Low Back Pain Prevention tips & Strategies during Exercise and Treatment
Low back pain (LBP) is one of the most prevalent medical conditions treated throughout the western world. LBP is estimated to affect nearly 80% of the population at one time or another. And worse yet, once you have experienced an episode of LBP you have a 90% chance of experiencing it again.
The good news is that this is a completely preventable problem. Most of us already know that we need to work on proper core strength. However, too many of us either don’t dedicate enough time to the process or we aren’t performing the correct exercises. Performing proper core exercises and particularly, lumbar stabilization exercises are the primary treatment modality for LBP. A properly designed training routine which incorporates proper core training combined with eliminating known risk factors is the most effective way to avoid LBP and injury.
Common Risk Factors for Low Back Pain (LBP):
- Sitting too much.
- Slouched sitting.
- Prior episodes of LBP.
- Poor core and back extensor muscle strength.
- Lack of a proper warm up and a cool down.
- High training volumes with inadequate rest (over training syndrome).
Sitting is a major risk factor for LBP. In today’s modern world, even exercise enthusiasts tend to have jobs that include sitting. Sitting (slouched in particular) causes excessive strain on the lumbar discs and ligaments. It also leads to tight hamstrings and hip flexors and generally tends to inhibit proper gluteal muscle function. Now combine all of these risk factors with a poor warm up and a heavy squat. You’re likely to experience back pain, and it’s not because your squatting is poor. It was everything else that accumulated prior to performing the squat.
- Limit your sitting. Limit the amount of sitting that you spend at one time. Move from your sitting position every hour, and ideally, walk. If you aren’t able to walk, then try to shift your position at least once every twenty minutes. Frequent position changes can help to avoid LBP.
- Sit with correct posture. Whenever possible, make sure that your knees stay below your hip level and that you are able to maintain your natural lumbar curve. A McKenzie Lumbar Roll is a great tool to help you maintain correct posture.
Often when we hear about low back pain, we also hear about core muscles. Core muscles are part of the body’s natural method of stabilizing the spine. The core muscles, along with intra-abdominal pressure, help to form the round cylinder that is utilized to support the spine. The core actually consists of two separate groups of muscles, the inner and outer core muscles.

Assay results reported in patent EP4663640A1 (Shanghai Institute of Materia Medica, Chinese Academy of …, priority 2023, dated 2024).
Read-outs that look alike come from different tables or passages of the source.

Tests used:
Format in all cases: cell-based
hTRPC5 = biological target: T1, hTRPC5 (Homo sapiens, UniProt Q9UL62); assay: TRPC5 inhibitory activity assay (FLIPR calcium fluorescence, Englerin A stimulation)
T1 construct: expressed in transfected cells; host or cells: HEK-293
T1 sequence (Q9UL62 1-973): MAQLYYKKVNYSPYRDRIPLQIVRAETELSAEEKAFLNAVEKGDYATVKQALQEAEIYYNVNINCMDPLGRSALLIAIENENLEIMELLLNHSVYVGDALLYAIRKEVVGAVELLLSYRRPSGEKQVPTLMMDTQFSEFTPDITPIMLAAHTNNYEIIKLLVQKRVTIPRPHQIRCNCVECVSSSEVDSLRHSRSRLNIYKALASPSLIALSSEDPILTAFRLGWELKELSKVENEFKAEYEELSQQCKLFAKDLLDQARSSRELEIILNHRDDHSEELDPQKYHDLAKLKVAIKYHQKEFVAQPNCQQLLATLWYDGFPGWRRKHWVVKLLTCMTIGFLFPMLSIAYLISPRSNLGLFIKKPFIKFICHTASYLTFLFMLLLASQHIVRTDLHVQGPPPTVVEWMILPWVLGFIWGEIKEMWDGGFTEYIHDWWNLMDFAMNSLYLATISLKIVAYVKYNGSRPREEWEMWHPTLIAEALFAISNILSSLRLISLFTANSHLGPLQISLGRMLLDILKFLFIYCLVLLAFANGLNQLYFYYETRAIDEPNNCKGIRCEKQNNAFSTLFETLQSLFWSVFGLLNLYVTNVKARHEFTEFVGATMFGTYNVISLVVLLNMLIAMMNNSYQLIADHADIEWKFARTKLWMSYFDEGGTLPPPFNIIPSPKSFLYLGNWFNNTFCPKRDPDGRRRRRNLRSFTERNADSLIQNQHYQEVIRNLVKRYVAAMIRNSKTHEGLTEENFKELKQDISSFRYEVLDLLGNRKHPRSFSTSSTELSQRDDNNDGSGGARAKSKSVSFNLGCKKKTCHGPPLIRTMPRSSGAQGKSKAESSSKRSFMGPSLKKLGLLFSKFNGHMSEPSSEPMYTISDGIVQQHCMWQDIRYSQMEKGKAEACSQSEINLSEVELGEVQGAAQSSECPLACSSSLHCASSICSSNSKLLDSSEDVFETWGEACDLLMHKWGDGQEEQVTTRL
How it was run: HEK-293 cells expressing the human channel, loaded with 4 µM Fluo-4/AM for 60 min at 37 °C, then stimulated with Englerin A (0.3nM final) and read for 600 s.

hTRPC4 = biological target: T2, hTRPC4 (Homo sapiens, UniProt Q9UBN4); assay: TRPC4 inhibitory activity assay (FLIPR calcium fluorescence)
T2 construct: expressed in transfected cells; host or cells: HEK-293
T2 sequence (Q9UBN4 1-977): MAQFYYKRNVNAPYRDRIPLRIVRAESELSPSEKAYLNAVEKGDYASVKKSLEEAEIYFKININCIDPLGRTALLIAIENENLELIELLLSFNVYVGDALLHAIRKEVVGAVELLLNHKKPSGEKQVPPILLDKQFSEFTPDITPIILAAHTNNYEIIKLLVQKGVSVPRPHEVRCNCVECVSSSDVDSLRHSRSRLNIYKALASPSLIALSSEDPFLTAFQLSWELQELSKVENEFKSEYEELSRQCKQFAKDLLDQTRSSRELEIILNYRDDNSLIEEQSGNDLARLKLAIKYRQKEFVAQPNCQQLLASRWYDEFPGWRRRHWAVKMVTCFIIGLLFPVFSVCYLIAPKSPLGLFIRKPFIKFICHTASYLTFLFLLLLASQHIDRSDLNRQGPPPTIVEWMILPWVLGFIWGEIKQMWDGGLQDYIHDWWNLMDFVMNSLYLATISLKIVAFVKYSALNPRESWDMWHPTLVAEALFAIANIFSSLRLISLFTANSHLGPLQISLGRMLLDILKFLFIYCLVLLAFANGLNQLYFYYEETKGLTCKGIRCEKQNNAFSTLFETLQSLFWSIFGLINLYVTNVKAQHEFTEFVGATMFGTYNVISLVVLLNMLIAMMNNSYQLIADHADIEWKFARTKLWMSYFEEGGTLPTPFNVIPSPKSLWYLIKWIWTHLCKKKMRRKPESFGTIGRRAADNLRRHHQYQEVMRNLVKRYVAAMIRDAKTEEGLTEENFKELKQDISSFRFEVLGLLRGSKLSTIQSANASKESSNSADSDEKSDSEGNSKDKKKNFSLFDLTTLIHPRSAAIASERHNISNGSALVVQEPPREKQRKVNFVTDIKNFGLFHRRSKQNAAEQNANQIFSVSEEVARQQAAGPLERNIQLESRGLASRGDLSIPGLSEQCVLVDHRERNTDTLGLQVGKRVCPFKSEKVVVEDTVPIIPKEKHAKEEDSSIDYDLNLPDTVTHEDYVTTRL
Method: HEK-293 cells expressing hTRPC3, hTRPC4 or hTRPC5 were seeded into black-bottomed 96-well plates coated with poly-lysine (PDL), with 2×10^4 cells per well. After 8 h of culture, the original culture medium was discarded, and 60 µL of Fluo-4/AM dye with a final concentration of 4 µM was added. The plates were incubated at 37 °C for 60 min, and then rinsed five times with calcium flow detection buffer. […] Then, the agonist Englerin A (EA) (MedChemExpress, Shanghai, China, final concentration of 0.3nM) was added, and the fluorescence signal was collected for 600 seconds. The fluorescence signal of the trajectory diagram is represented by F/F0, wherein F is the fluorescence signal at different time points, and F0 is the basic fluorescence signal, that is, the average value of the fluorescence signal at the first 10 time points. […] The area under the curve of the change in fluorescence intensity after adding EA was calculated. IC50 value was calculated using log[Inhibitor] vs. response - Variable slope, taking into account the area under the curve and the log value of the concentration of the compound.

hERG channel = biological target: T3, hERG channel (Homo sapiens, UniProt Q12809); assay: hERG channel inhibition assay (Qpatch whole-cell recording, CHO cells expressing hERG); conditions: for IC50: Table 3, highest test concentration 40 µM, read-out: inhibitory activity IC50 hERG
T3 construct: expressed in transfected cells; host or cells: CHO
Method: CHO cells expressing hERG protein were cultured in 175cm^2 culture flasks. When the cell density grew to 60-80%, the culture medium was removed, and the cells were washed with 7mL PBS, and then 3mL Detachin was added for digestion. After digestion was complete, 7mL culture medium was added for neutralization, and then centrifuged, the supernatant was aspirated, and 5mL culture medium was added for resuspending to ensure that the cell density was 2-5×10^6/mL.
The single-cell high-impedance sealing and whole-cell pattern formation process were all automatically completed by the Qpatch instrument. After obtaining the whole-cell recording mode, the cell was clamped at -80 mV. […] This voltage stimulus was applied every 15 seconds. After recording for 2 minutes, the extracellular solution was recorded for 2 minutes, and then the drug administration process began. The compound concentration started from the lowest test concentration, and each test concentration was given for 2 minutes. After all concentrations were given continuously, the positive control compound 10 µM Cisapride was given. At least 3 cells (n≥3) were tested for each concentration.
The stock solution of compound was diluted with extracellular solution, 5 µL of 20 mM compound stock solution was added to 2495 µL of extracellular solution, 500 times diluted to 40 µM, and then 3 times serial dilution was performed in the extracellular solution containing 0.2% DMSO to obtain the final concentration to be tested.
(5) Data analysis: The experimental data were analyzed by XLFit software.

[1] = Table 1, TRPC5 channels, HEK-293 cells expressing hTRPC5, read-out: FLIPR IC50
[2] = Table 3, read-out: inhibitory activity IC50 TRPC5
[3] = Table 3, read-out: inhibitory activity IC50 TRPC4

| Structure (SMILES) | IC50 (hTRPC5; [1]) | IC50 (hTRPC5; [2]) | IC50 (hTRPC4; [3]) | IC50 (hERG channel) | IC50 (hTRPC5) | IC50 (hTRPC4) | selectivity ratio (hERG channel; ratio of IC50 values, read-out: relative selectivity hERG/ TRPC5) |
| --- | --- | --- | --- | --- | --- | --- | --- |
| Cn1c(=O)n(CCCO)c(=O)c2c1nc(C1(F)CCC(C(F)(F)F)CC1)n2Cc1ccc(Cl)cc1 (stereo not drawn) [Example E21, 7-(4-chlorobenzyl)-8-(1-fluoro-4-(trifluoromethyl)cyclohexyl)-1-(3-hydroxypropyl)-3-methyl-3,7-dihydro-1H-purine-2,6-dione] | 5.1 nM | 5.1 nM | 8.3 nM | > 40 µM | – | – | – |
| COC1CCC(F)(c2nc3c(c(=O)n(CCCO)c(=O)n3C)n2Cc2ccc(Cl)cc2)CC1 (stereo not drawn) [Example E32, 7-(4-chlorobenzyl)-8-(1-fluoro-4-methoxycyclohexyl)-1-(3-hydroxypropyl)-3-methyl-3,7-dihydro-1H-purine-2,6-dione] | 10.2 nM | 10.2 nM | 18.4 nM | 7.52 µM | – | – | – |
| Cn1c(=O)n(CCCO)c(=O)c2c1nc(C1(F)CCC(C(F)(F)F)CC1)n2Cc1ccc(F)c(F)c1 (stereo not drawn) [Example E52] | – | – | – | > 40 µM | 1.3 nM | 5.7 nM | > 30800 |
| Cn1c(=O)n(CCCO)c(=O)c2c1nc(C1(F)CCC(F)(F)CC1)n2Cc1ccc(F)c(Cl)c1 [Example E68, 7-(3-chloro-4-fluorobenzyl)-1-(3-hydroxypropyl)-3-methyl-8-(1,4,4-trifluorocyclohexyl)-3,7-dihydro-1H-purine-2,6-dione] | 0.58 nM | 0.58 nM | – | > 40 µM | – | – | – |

The inner core consists of the muscles of the pelvic floor, the transversus abdominis (TVA), diaphragm, and the multifidus muscles (which span the vertebrae along the back side of the spine). The TVA wraps all the way around the stomach and attaches to the spine. This is what helps to form the cylinder. When contracted (in conjunction with the pelvic floor and diaphragm), it helps to increase the intra-abdominal pressure to support the spine. When this is performed, it is known as the Valsalva maneuver.
The other muscles that help to support the spine are known as the outer core muscles. These muscles are responsible for movement of the trunk and spine as well as aiding in stability. The inner core muscles do not actually produce any trunk or spine movement. The outer core muscles consists of the following muscles: lumbar paraspinal muscles; the quadratus lumborm; the internal and external obliques; and the psoas major and minor (hip flexors). The glutes, hamstrings, and quadriceps may also be referred to as outer core muscles by many people. The rectus abdominis, “the six pack” muscles which are responsible for lumbar flexion, don’t aid much in spinal stability although they look cool!
Check out this video for more information on the “core” muscles and for a sneak peek into my Treating Low Back Pain during Exercise and Athletics Video Package.
The development of strong core muscles in combination with the right stretches and movement patterns can eliminate most episodes of mechanical low back pain. Lumbar extension strength is critical to avoiding LBP. Certain studies report that as little as ten minutes per week of focused lumbar paraspinal muscle strengthening is an effective method to control and prevent low back pain. I recommend that you start with the superman and bridge exercises demonstrated in my 10 Minutes per Day Low Back Pain Prevention Guide.
As part of your low back pain prevention strategy, I also recommend performing the following exercises:
- Perform press-ups. Lie on your stomach and perform 10 to 20 press-ups. I also recommend press-ups as part of a warm up and cool down strategy. Move slow and easy, but work your way up to full motion. I encourage performing this multiple times a day as time allows. When possible, press-ups are preferable compared to standing back extensions.